Heart disease could be prevented
Heart disease could be prevented by anti-inflammatory drugs.This has
been shown by a large-scale international genetic study in which the
University Medical Center (UMC) Utrecht took part.The results appear
today (March 2010) in The Lancet.
The signaling substance `interleukin-6' is involved in inflammatory
responses and plays a role in the development of coronary heart
disease.Drugs that block the action of interleukin-6 are thought to
prevent heart disease.This is the conclusion made by an international
team of scientists in two articles published in the medical journal The
Lancet.The drug tocilizumab has this effect and is used to suppress
inflammation in rheumatoid arthritis.
UMC Utrecht is taking part in this study.Cardiologist Dr. Folkert
Asselbergs, "The results support the idea that inflammation is one of
the causes of heart disease and that by suppressing it, it is possible
to reduce the risk of heart disease.This doesn't mean that from now on
we are going to treat all heart patients with this rheumatoid arthritis
drug,but it does mean that we need to set up a clinical trial to see if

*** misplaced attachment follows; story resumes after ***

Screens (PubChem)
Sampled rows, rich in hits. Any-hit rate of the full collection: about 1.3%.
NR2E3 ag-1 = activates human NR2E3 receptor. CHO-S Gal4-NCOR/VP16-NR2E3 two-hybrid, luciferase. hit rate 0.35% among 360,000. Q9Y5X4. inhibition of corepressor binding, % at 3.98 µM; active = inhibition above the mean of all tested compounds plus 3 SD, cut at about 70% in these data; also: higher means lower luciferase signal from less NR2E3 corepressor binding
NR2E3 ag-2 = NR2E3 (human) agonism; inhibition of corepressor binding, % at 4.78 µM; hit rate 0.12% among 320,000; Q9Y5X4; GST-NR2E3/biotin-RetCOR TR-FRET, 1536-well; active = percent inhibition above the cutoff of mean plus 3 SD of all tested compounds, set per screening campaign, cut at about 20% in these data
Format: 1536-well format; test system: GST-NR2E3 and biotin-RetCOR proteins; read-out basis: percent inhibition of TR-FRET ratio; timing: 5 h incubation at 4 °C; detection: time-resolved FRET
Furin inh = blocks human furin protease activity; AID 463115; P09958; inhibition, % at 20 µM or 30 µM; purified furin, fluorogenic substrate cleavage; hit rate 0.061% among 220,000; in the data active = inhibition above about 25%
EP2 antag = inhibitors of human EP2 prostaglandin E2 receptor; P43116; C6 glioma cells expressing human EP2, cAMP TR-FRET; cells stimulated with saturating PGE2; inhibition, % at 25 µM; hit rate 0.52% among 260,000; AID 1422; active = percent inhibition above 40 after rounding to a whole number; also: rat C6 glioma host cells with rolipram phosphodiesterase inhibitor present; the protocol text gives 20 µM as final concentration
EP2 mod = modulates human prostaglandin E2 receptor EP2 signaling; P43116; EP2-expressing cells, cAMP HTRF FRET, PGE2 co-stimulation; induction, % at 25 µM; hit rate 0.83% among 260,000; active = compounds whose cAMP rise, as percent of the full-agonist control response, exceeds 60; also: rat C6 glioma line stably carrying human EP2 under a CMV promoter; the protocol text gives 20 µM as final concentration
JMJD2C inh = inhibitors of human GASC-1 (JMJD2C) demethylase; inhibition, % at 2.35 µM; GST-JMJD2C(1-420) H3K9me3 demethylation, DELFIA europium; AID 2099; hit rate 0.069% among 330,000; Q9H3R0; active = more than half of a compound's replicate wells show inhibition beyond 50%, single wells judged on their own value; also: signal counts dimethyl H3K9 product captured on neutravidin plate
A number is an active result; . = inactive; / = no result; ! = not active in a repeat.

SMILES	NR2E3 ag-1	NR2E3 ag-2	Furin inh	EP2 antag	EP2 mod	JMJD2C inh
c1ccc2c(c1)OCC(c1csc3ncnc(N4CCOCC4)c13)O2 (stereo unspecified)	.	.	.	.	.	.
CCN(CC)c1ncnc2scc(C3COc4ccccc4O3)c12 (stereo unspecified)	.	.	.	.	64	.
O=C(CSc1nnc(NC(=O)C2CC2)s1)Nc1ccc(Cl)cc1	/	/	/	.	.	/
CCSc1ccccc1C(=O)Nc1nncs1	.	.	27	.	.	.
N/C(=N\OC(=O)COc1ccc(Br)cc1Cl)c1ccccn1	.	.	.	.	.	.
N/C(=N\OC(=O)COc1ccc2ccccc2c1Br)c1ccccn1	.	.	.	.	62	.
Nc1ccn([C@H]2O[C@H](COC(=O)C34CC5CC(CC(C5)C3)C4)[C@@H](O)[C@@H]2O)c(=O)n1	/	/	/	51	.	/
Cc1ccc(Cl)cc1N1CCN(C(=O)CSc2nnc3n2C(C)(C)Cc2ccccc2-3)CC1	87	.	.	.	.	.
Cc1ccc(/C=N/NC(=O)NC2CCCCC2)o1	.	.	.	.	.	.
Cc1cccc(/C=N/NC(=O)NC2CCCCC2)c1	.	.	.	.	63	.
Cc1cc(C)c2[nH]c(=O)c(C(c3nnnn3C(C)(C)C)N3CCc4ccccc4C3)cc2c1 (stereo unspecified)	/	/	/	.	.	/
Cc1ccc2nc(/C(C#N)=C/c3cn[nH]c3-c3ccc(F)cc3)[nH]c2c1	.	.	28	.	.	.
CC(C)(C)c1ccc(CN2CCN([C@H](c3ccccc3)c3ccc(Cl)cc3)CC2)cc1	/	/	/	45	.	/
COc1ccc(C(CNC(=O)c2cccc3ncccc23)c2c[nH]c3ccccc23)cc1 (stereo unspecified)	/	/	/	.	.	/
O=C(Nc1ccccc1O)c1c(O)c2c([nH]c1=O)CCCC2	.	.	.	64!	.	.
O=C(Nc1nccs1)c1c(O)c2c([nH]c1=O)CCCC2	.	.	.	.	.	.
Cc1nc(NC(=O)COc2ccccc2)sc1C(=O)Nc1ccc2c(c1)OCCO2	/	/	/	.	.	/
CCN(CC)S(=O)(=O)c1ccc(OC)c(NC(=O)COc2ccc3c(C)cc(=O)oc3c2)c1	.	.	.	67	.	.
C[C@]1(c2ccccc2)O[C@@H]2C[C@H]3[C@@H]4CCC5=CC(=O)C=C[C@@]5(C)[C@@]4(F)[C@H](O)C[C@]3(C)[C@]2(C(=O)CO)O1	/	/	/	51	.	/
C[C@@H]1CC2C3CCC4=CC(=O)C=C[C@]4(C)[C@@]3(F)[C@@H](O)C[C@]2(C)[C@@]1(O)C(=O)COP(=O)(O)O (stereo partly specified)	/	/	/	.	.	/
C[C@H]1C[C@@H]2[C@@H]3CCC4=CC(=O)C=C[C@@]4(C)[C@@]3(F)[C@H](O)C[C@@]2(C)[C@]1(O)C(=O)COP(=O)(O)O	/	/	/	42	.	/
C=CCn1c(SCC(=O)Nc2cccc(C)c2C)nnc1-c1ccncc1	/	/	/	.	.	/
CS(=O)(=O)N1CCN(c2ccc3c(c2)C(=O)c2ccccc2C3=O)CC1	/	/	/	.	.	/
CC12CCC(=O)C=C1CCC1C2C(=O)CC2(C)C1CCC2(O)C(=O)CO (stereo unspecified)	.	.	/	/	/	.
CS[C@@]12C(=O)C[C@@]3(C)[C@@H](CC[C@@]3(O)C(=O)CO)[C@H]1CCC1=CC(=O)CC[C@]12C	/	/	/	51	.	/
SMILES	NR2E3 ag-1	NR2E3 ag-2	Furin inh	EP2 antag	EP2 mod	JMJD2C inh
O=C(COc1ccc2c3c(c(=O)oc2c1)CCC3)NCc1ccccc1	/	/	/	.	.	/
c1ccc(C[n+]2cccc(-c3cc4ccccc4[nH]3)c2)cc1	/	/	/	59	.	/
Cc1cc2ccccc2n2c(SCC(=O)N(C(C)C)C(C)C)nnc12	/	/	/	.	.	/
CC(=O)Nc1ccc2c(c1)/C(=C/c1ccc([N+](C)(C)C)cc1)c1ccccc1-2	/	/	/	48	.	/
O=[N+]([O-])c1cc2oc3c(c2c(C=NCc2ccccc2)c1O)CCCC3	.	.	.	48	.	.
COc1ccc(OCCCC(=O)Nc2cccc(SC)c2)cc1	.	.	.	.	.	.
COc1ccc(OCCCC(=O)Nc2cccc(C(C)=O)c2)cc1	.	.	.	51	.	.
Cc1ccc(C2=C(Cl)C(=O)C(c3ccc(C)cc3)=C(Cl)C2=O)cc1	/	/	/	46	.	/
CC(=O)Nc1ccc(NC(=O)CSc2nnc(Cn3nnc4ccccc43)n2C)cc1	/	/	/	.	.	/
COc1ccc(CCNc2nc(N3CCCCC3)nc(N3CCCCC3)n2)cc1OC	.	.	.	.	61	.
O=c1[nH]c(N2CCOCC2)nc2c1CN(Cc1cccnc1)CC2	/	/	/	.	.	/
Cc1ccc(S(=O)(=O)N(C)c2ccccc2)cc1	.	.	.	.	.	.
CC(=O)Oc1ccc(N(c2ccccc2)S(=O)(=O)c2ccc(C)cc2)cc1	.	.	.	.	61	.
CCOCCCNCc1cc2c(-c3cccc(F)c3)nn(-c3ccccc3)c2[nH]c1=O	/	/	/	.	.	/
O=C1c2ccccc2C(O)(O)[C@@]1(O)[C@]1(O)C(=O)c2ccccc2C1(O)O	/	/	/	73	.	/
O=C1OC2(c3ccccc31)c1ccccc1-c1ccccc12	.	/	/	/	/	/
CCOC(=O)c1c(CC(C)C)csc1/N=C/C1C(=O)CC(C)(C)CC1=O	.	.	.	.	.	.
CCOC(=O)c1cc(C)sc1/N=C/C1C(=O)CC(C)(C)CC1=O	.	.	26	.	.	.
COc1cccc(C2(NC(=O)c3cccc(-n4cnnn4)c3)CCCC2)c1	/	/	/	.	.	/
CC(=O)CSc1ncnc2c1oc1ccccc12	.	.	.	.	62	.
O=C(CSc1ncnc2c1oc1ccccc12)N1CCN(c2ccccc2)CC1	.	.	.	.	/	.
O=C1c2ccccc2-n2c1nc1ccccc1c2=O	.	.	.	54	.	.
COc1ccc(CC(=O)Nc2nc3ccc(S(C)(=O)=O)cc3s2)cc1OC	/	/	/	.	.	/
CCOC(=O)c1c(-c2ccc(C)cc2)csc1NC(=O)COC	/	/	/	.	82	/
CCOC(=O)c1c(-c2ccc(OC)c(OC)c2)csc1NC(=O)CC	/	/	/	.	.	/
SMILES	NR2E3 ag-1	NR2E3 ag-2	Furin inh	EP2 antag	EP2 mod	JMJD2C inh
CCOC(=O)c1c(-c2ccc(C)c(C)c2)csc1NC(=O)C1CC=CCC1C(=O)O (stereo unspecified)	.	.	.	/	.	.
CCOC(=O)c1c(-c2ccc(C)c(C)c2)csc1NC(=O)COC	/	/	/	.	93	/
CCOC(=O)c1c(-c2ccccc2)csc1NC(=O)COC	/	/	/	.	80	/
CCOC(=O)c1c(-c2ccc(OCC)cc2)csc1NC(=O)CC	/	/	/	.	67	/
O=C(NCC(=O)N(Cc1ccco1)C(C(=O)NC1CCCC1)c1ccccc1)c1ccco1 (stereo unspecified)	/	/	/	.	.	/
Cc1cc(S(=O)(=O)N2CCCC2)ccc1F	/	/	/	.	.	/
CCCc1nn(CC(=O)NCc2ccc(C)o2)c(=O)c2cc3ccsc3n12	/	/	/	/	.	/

tocilizumab really can reduce heart disease."
Researchers have reached conclusions by combining the data from 40
studies with the genetic material from over 133,000 people.Some people
have variations in the gene at the binding site of interluekine-6,
meaning that they have less inflammatory activity in their blood.These
people appear to be at lower risk of developing heart disease.The
effect of the gene on the inflammatory activity in the blood is also
visible in people with rheumatoid arthritis who are treated with
tocilizumab, which blocks the binding site of interleukin-6.This
suggests that blocking this site could possibly prevent heart
disease.In order to confirm this conclusion, the drug needs to be
studied in patients at high risk of developing heart disease.
Hardening of the arteries
Heart attacks and coronary artery disease are not only caused by
hardening of the arteries but also by inflammation.
However, up to now exactly how the inflammation contributes to heart
disease has not been clear.In the Netherlands about 700,000 people
suffered from coronary heart disease in 2007.
UMC Utrecht contributed genetic data from heart patients and from
healthy people.These data originate from two long-running patient
studies (EPIC-NL and SMART).Apart from Dr.Asselbergs, six other
researchers from UMC Utrecht worked on the Lancet publication
16 March 2012